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This Dairy Life

July 27, 2023


3 minute read

Erin and Travis Michels own and operate Weiler Enterprises Inc. in Claremont, Illinois, where they currently milk 125 cows and utilize two Lely A4 Robot Milkers. They have four children: August (sixteen), Gentry (thirteen), Willis (nine), and Becket (four), who also help out around the farm.

In addition to the herd, Erin Michels operates a successful Facebook page where she shares both her farm and its story with consumers. The Michels farm story and entrance to the dairy industry are unconventional, as neither Travis nor Erin had a dairy background.  

“We had a lot of people tell us we were crazy,”

Erin Michels said. “But it lends to our story that we started from scratch.”

Erin has deep roots in the industry as her grandfather, father, and uncle owned a Jersey cow herd but left the dairy industry before she was born. Travis’s love of the dairy industry came from his time managing the dairy herd at the University of Illinois. Because of their backgrounds, the two had always envisioned themselves owning beef cattle until Travis’s passion for dairy took root.

They began their journey with 50 cows and two tractors, renting a property for four years. After a year and a half of designing their own farm, the Michels broke ground in July 2015 and officially moved in February 2016. This new property would encourage them to expand quickly because the barn could fit 150 cows.

The Michels did not anticipate the quick expansion of the herd or the growth of Erin’s farm Facebook page, ‘This Dairy Life.’ With over 1,000 followers, Erin was surprised when the page grew in popularity. Erin enjoys connecting with consumers online and feels people appreciate knowing what goes into their food and the time it takes to produce it.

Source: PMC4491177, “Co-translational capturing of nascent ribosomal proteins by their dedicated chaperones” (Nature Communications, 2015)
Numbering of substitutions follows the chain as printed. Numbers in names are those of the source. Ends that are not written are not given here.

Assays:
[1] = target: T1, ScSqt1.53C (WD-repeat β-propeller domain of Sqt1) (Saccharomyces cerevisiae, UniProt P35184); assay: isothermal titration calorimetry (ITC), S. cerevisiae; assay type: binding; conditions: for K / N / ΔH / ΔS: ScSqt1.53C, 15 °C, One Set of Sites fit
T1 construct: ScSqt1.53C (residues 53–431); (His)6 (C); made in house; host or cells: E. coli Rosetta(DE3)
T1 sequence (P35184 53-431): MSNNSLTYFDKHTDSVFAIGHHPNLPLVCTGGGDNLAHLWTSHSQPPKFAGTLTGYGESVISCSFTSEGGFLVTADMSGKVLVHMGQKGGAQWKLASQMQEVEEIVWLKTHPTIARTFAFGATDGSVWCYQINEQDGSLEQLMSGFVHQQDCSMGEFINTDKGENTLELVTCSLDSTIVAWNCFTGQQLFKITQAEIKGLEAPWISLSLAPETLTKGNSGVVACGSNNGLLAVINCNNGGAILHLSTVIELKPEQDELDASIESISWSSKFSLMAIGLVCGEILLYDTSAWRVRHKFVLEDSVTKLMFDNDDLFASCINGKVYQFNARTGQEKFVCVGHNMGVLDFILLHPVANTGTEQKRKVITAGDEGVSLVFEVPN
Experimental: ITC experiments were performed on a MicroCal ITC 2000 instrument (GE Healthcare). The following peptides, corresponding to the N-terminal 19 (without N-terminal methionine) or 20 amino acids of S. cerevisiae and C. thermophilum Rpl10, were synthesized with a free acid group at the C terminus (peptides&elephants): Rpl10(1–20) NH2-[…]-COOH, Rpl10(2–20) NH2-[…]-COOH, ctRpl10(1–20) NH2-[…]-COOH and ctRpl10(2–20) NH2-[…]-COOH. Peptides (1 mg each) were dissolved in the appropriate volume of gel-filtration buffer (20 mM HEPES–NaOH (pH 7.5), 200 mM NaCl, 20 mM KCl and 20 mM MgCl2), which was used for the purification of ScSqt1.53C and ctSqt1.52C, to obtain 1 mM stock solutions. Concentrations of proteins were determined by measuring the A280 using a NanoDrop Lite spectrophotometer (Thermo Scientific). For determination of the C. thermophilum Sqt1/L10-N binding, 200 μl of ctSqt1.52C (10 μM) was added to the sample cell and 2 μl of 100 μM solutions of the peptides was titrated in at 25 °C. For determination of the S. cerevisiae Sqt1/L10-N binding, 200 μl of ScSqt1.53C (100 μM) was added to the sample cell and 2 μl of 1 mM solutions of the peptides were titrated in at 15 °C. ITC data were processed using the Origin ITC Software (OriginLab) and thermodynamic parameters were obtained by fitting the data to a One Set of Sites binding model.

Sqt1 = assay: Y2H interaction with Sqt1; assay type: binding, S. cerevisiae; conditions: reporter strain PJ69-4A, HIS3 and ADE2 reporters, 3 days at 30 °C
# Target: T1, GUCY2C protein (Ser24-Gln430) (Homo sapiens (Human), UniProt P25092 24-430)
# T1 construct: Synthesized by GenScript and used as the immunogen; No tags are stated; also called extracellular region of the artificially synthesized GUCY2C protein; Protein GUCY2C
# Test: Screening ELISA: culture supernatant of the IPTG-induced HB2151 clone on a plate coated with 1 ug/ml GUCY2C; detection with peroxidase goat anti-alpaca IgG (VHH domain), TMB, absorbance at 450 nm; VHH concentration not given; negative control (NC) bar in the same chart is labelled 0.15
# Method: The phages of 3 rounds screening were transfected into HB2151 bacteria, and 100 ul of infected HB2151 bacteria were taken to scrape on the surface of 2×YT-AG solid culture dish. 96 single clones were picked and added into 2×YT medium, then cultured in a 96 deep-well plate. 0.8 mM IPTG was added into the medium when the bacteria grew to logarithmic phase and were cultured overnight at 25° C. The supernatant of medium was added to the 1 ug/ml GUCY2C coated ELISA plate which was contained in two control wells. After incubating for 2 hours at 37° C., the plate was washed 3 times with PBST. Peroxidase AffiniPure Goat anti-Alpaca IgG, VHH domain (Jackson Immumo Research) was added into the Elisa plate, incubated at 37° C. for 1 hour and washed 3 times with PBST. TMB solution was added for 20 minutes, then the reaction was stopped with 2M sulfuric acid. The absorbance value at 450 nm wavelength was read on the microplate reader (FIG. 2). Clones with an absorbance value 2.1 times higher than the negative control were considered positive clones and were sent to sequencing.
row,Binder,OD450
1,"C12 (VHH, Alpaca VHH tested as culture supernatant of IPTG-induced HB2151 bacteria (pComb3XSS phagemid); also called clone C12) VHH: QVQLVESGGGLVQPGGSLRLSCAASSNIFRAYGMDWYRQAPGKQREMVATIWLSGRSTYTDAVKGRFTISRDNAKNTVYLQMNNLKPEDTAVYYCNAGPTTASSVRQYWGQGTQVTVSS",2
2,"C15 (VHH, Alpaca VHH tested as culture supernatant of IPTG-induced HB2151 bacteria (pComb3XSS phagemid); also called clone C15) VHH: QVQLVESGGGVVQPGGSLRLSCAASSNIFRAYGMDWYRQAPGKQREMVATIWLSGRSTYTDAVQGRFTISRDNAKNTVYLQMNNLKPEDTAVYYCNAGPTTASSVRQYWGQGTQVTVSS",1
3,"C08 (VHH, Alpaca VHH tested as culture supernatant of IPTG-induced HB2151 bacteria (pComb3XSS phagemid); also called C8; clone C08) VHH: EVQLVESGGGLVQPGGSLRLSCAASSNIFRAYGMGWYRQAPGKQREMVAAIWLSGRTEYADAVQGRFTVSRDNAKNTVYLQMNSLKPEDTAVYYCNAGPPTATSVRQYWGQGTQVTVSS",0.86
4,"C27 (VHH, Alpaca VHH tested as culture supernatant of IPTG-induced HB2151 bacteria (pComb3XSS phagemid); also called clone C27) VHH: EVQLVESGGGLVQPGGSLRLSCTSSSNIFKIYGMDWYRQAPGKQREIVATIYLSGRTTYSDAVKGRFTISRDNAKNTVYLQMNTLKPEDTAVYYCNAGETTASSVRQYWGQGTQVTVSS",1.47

Erin started the Facebook page a few years into dairying. It began as a platform to post about the farm without annoying friends who may not be as interested, but it has grown into so much more. The largest post, with over 200 shares, features a Prairie Farms milk jug with her farm in the background, showcasing that farmers buy the milk they sell.

Naturally an educator, Erin teaches agriculture at Red Hill Junior/Senior High School in Bridgeport, Illinois. Her Facebook page allows her to educate beyond the classroom. She has found that people within her own community don’t know what happens behind the scenes of a dairy farm, but they are eager to learn. To help educate, during National Dairy Month, Erin makes one educational post per day to spread awareness about the industry.

Creating engaging content that reaches a large audience takes time and planning. Erin has also found that a larger audience means that people may have negative viewpoints. However, she tries to use negative comments as an even greater opportunity to educate others.

After one particular post, Erin noticed someone shared her content through a negative lens. But instead of becoming defensive, she took the time to have a conversation.

“In a situation like that…

I try to approach the person on the other end of the screen in a less defensive way. I don’t want to talk them out of their lifestyle. I just want to explain my lifestyle to them,” said Erin.

But the comments on ‘This Dairy Life’ are not normally negative. Erin notes she mostly receives positive and eager feedback.

August Michels, the oldest of the four children, manages the calf care on the farm. People often comment on how lucky she is to work with baby cows all the time but are unaware of the hard work and dedication that goes into keeping calves healthy. August has made different appearances on the ‘This Dairy Life’ Facebook page in hopes of educating all about her large responsibility on the farm.

Although Erin never saw her Facebook page blossoming, it has certainly taken off. Erin and her family recognize how incredible their platform is in educating and creating excitement about the inner working of the dairy industry.

Through education and enthusiasm, the Michels have made a space that highlights a farm with an unconventional start.

“I just want to share my side of the story,” Erin said.